Dr. Harlan M. Krumholtz is in charge of the Yale Center for Outcomes Research and Evaluations [CORE] and its Yale University Open Data Access [YODA] Project. I have no reason to doubt his credentials, but there are a couple of things that need to be thoroughly investigated:
Harlan M. Krumholz, MD, SM
Editor-in-Chief NEJM Journal Watch Cardiology
Harlan M. Krumholz, MD, SM, is the Harold H. Hines, Jr., Professor of Medicine in the Section of Cardiovascular Medicine at the Yale University School of Medicine, New Haven, Connecticut. He serves as Director of the Robert Wood Johnson Clinical Scholars Program and Director of the Yale-New Haven Hospital Center for Outcomes Research and Evaluation (CORE). Using methods of outcomes research, he has sought to illuminate the balance of risks, benefits, and costs of specific clinical approaches and to implement strategies to improve the prevention, diagnosis, and treatment of cardiovascular disease. He is an elected member of the American Society of Clinical Investigation, Association of American Physicians, and the Institute of Medicine. He has been an Editor for NEJM Journal Watch Cardiology since the publication’s launch in 1995 and Editor-in-Chief since 2000.
|Consultant / Advisory board||United Healthcare|
|Grant / Research support||FDA; NIH-NHLBI; Commonwealth Fund; The Catherine and Patrick Weldon Donaghue Medical Research Foundation; Robert Wood Johnson Foundation; Medtronic|
|Editorial boards||American J Managed Care; American J Medicine; Archives of Medical Science; BMJ.com/US; Central European J Medicine; Circulation: Cardiovascular Quality and Outcomes; Congestive Heart Failure; Critical Pathways in Cardiology; Current Cardiovascular Risk Reports; JACC: Cardiovascular Imaging; J Cardiovascular Medicine|
|Leadership positions in professional societies||American Board of Internal Medicine; American College of Cardiology; American College of Physicians; American Heart Association; Centers for Medicare & Medicaid Services; Oklahoma Foundation for Medical Quality; VHA, Inc.|
The Robert Woods Johnson Foundation is “the United States’ largest philanthropy devoted exclusively to health and health care.” “Robert Wood Johnson II built the family firm of Johnson & Johnson into the world’s largest health products maker. He died in 1968. He established the foundation at his death with 10,204,377 shares of the company’s stock.”
And I say good for him. But the Board is built from J&J former executives as I recall from the testimony in the TMAP Trial where the chairman was deposed because they financed the start-up of that infamous program in Texas. While no connection was established, it wasn’t disproved either. No allegations here. It’s just something that needs thorough checking.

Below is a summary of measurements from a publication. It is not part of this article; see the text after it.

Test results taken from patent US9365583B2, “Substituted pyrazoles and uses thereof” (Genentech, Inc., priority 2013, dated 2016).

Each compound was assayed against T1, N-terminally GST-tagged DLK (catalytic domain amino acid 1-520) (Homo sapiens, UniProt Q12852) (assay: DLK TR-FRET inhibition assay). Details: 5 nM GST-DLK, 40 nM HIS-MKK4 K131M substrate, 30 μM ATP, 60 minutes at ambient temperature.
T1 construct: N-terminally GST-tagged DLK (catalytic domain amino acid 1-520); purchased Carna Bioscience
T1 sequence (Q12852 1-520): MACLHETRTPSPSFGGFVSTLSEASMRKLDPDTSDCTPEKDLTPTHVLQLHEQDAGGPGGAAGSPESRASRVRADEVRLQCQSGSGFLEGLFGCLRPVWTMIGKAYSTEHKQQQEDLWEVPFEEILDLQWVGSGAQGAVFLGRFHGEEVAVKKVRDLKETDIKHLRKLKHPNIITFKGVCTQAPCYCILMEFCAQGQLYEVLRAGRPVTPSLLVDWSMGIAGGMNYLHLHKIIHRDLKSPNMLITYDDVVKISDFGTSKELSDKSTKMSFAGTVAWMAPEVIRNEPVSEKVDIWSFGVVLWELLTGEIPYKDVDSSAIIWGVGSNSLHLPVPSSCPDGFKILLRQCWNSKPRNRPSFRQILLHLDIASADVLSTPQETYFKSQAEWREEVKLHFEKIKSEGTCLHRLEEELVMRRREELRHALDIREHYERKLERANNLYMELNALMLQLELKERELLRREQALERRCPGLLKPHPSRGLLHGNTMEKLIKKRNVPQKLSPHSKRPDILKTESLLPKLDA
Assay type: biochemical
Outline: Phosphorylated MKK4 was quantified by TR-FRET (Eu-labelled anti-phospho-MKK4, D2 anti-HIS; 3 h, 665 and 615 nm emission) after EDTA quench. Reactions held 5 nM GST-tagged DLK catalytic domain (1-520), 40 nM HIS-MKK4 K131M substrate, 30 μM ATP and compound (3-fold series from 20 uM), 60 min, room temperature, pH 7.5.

The pharmaceutical companies have insisted on talking about what I call Data Transparency as if it is a synonym for Data Sharing. It’s not. Data Sharing is a magnanimous act on the part of the company to allow other researchers access to the data from their clinical trials for further research for the good of mankind. I’m all in favor of the good of mankind, but that’s not what I’m interested in here. I want us [some us] to be able to check their work independently starting from the same place they do – the instant the blind on a clinical trial is broken – the raw data itself. And the reason I want to do that is the outrageous record they have for cheating in the way they handle that raw data. Here’s just one example where the Risperdal® data was hidden or distorted:
In the South Carolina penalty settlement the Judge noted that they had evidence that the manufacturer knew that Risperdal® was associated with metabolic side-effects of some magnitude:
… then, when instructed to send a “Dear Doctor” letter about those side effects in 2003, they sent out an advertisement instead:
So this bothers me –
‘We require those who want the data to submit a proposal and identify their research team, funding and any conflicts of interest. They have to complete a short course on responsible conduct and sign an agreement that restricts them to their proposed research question.’
– in two ways:
Those are topics aimed at the good of mankind too! I don’t care if the pharmaceutical companies want to save face with the way this is presented to the world, as a generous humanitarian act, so long as the process allows for the kind of Data Transparency we need to prevent the kind of shameful criminal behavior J&J engaged in with Risperdal®.
Dr. Krumholz needs to prove to us that his program knows what I’m talking about here…Share this: